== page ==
Ext4 has extents which help reduce file fragmentation. Extents do not eliminate file system fragmentation and Ext4 can still benefit from defrag just like NTFS on Windows.
Be aware the consensus is ext4 online defrag is NOT ready for production systems.
Click here for a thread in ubuntu bugs about the topic of ext4 online defrag (look for I_KNOW_E4DEFRAG_MAY_DESTROY_MY_DATA_AND_WILL_DO_BACKUPS_FIRST).
3. Offline Defrag for Ext3 and Ext4.
It is possible to perform an offline defrag of any Linux file system. Due to the work involved, it is recommended to perform this task only once or twice a year.
- Shut down your Backup Manager:
- Add an intermediate disk available capable of holding all of your Disk Safes (could be network storage).
- Copy all of your Disk Safes to the intermediate storage:
- Re-format the file system that has the primary copy of your Disk Safe:
- Copy all of the Disk Safe files back:
- Start the Backup Manager:
Note on Linux Defrag
There appears to be a widespread fallacy that somehow Linux file systems (ext2, ext3, and ext4) are magically immune to fragmentation. This could not be further from the truth. It's true that the kernel does a "pre-allocation" as you are writing to a file. It will attempt to notice that an application keeps extending a file and allocate contiguous blocks ahead of what it is doing. Windows also does this for NTFS. No matter how fantastical pre-allocation or the file system may be, files get fragmented and you need a way to pack them. Linux file systems are no exception.
For best performance, vacuum your Disk Safes when you need to reclaim unused storage space. The Vacuum function reorders the data to reduce fragmentation. Once the vacuum is complete, the Disk Safe is populated with all Recovery and Archive points. This important maintenance can significantly improve restore performance and shrink the on-disk size of the Disk Safe.
For more about Disk Safe vacuum, see Vacuum Disk Safes.
If you are a service provider using the Server Backup Manager as a multi-tenant system, use Volume quotas based on Size of Deltas in Disk Safe instead of On Disk Size. This way your customers only pay for what is stored in the Disk Safe instead of the on-disk foot print which includes the unused parts of the Disk Safe file being recycled for future deltas.
The Server Backup Manager Disk Safe is highly reliable and robust. Even with industrial grade protection, there are still ways for your data to become lost or damaged beyond repair. If any of the following events occur, you may corrupt your Disk Safe. If your Disk Safe becomes corrupted, you may lose all or some of your archived data.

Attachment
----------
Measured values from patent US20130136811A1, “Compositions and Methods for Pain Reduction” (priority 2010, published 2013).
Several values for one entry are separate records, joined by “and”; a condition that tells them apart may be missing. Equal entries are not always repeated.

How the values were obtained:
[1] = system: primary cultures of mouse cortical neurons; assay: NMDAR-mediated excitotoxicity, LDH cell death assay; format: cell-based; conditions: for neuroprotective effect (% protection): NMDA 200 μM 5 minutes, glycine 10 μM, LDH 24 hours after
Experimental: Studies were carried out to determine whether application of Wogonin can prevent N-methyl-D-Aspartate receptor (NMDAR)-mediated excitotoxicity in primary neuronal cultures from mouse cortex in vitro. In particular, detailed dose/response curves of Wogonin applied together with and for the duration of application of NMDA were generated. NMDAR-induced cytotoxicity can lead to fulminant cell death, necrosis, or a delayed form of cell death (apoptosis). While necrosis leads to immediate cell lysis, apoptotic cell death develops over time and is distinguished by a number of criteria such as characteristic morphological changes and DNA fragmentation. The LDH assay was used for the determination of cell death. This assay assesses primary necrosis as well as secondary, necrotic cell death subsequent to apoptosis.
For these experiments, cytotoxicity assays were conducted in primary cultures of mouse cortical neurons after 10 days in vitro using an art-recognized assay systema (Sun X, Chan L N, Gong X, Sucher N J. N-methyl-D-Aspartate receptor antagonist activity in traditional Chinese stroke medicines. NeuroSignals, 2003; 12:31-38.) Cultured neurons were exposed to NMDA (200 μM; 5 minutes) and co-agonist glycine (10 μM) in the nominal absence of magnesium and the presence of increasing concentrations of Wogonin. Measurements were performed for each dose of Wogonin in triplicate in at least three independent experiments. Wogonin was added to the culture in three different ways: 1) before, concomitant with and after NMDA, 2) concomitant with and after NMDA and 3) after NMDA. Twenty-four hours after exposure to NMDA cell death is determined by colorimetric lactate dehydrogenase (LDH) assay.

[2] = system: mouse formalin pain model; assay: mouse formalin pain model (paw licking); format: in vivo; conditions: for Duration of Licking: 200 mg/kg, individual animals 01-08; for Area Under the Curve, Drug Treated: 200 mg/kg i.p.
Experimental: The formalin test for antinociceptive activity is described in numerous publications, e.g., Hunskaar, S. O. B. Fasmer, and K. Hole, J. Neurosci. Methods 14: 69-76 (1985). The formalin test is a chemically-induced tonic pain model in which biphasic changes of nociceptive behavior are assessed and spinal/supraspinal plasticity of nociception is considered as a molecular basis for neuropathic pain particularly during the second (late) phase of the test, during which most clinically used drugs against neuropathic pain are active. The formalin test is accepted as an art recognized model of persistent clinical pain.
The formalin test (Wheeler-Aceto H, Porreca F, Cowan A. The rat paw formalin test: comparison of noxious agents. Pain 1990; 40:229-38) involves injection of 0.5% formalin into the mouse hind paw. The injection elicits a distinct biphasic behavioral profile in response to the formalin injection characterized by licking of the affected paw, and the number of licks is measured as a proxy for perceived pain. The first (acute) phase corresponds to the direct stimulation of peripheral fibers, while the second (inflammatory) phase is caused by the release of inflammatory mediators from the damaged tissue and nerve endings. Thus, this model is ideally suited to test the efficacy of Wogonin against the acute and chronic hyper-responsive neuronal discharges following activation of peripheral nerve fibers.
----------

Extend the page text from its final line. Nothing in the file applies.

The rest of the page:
If the SBM Disk Safe is corrupted by any one of the events below, it cannot be repaired.
- Delete a file in the Disk Safe folder.
- Make an incomplete copy of the Disk Safe folder, thereby corrupting the copy.
- Making a copy of the Disk Safe files when the Disk Safe is open and being written to by Server Backup Manager, thereby corrupting the copy.
- A hardware or O/S fault causing incorrect data to be written to Disk Safe files.
- A faulty hard disk or storage controller failing to flush volatile cache when requested can break protection from unclean shutdowns and power failures.
- Rogue process writing to the Disk Safe files.
- Soft linking any files Inside of the Disk Safe folder. If the block deltas store and its associated write journal (created at run time) end up on different file systems data loss can occur if there is a crash or power failure.
- Failure to store the Disk Safe on a journaling file system can cause the write journal to be lost or moved to lost+found. If this happens, the Disk Safe may likely become damaged beyond repair.
Windows NTFS and Linux Ext3, Ext4, XFS, and ReiserFS are Journaling File Systems.
- NFS (Linux / Unix Network File System) faults or bugs.
If using NFS on Linux, R1Soft recommends you use the latest available NFS versions and latest stable Linux kernels. Do not export NFS file systems with asynchronous writes (async option).
- If your file system is corrupt at the time you replicated it, this does not mean your Disk Safe is corrupt. Instead it is corruption that was on your primary storage when Server Backup Manager replicated it to the Disk Safe. If this happens, the corrupt files will likely be unrecoverable.
- Use caution if you are replicating a server that has file system or disk subsystem warnings or errors in the event or system logs. Be aware it is possible for a working server to have file system corruption. Key file system data structures may be damaged on disk and loaded in memory by the operating system, causing a corrupt file system to work until it is rebooted. If this happens, your files were corrupt when replicated and you may not be able to restore them from the Server Backup Manager replica.
- It is possible for hardware or O/S faults to cause incorrect data to be read from the Disk Safe at the time of restore, even though the data on disk media is correct. In these cases, some or all of the archived data may appear damaged beyond repair until the fault is corrected. Determining if the fault is occurring only on read or if the data is damaged on media may be difficult or impossible. Furthermore, no amount of checking or validating of data in the Disk Safe can prevent or pre-warn these kinds of faults.